Google-owned YouTube on Thursday corrected a statement it made the day before, and now says the company will not manually review copyright-infringement claims before its system automatically blocks disputed footage.
The mishap occurred when Thabet Alfishawi, rights management product manager for YouTube, wrote in a YouTube blog post: “We’ve improved the algorithms that identify potentially invalid claims. We stop these claims from automatically affecting user videos and place them in a queue to be manually reviewed.”
But what he meant to say was that some of the automatic matches will be sent to be reviewed “by the content owner” — not by Google, the search giant said Thursday.
YouTube five years ago engineered a filtering system enabling “content owners” — now numbering 3,000 — to upload music and videos they own to a “fingerprinting” database — 500,000 hours of reference files to date. When YouTube users upload their videos, the algorithm known as Content ID scans new uploads against the copyright database for matches.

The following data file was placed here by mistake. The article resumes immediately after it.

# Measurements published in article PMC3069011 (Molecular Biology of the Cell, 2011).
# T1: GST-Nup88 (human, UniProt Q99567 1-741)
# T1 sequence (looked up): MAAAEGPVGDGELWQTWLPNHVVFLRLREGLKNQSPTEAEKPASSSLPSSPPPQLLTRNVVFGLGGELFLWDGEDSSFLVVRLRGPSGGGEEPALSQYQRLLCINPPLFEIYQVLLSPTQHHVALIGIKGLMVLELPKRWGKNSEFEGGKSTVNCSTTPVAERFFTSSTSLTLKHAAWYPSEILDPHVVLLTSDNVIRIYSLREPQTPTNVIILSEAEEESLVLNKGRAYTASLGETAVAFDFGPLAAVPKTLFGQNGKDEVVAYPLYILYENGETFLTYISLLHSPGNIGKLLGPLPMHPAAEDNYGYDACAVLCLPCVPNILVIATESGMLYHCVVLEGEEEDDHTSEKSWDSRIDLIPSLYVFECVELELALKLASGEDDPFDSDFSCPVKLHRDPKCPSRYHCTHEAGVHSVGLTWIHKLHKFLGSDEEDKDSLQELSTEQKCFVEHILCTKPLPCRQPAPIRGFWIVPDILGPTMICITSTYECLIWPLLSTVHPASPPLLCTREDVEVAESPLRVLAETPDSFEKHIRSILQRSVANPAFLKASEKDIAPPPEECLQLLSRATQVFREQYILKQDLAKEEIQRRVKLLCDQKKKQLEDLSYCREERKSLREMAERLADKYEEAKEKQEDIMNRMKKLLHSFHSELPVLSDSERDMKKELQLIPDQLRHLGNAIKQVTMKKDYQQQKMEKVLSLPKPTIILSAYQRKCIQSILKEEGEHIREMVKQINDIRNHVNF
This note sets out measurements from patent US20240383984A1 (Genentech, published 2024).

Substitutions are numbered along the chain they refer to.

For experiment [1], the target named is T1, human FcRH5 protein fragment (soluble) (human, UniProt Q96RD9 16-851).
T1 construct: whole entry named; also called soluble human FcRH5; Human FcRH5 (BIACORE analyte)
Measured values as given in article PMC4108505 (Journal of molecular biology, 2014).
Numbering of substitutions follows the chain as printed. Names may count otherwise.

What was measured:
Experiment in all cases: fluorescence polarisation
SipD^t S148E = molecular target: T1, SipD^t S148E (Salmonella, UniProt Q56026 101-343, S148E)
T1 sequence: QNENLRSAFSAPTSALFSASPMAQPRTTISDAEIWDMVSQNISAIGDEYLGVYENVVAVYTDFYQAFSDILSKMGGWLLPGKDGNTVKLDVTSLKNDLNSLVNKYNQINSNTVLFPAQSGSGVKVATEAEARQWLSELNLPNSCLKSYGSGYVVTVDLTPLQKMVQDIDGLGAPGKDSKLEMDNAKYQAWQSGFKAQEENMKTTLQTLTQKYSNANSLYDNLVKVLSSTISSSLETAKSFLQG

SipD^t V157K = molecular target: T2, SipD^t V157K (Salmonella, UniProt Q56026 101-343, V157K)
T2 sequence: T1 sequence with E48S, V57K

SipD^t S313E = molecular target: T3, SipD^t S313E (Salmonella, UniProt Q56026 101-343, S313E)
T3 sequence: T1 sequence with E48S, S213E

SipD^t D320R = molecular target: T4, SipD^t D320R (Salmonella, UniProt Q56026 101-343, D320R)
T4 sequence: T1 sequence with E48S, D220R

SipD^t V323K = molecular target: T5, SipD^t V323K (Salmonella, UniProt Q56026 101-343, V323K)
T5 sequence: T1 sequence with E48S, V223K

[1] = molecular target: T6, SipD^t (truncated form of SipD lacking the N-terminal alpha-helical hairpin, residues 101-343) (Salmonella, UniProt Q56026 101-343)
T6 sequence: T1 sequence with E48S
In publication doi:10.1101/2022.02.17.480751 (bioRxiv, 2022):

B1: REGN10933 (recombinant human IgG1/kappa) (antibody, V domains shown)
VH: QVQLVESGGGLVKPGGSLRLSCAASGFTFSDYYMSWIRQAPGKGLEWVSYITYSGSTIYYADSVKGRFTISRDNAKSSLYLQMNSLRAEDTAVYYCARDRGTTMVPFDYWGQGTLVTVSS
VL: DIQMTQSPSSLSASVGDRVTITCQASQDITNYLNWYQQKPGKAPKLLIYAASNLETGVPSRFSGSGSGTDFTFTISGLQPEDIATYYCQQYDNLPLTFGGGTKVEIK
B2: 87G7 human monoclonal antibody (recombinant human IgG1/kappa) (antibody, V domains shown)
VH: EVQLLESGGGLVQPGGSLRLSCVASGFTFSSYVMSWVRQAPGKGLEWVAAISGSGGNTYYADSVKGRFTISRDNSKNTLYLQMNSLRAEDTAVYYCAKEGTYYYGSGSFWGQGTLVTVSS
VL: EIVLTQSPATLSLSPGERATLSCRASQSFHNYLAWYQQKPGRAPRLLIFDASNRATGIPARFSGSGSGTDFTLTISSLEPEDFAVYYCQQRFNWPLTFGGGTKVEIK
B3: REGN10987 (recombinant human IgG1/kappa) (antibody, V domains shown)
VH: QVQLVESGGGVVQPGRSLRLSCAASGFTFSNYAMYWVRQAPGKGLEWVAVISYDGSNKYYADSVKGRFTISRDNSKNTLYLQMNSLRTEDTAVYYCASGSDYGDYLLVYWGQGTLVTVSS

The latest changeover was to cut down on Google’s algorithm erroneously removing newly uploaded videos, due to dubious matches.
Under the new policy, announced Wednesday and clarified Thursday, the new algorithm that flags videos will alert the content owner if the flagging is suspicious.
Google declined to elaborate.
When a video is sent for manual review, the content owner has the option to analyze the user-uploaded video and determine whether it is a breach of copyright before the video is removed. Google declined to go into detail on how this system works.
The announcement of the changes to the flagging system came a month after First Lady Michelle Obama’s speech at the Democratic National Convention was wrongly flagged by algorithms just after it aired. And the month before that, an official NASA recording of the Mars landing was blocked hours after the successful landing, due to a rogue complaint by a news network.